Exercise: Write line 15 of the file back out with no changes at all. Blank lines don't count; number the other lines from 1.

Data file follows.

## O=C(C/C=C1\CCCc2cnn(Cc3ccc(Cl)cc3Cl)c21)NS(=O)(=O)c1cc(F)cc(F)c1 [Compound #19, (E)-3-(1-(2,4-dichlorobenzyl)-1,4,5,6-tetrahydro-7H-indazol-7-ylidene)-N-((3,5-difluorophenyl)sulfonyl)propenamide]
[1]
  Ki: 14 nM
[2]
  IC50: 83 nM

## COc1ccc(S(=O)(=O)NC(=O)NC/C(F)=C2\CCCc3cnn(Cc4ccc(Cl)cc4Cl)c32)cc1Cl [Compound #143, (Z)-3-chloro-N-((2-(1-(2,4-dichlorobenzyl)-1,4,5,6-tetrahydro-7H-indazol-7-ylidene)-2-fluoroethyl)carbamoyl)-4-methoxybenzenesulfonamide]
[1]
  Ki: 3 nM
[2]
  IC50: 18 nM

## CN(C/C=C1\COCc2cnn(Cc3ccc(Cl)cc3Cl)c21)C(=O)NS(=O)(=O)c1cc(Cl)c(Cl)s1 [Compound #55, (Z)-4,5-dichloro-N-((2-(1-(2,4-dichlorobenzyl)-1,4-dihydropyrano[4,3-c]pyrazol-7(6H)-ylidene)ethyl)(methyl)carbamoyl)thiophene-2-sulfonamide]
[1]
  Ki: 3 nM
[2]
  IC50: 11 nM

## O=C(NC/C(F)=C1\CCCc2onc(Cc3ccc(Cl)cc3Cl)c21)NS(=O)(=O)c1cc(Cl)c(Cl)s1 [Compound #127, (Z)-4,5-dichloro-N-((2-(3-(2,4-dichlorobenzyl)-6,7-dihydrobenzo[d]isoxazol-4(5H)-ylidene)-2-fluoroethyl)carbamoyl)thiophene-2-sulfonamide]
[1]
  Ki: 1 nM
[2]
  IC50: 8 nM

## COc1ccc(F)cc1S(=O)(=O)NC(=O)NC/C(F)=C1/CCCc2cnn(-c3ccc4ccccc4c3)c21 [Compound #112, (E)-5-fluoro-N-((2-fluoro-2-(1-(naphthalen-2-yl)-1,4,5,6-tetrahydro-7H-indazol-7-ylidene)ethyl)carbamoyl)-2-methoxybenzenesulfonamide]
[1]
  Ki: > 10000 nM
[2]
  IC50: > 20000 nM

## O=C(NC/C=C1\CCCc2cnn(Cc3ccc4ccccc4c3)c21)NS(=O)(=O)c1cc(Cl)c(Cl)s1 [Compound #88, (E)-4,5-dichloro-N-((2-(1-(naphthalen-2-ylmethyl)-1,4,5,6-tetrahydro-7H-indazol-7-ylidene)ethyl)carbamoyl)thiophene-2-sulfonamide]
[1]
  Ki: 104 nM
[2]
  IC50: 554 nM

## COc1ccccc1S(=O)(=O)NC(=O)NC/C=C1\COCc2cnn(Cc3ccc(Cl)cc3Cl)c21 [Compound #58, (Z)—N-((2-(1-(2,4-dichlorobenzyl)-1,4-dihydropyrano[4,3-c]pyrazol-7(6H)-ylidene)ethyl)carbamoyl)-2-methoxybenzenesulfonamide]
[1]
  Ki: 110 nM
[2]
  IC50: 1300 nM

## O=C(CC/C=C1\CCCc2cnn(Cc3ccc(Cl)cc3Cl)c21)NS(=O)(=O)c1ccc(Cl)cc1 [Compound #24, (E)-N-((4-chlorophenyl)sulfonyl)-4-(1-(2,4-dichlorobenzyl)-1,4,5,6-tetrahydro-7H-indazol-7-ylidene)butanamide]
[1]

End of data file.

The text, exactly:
  IC50: 11 nM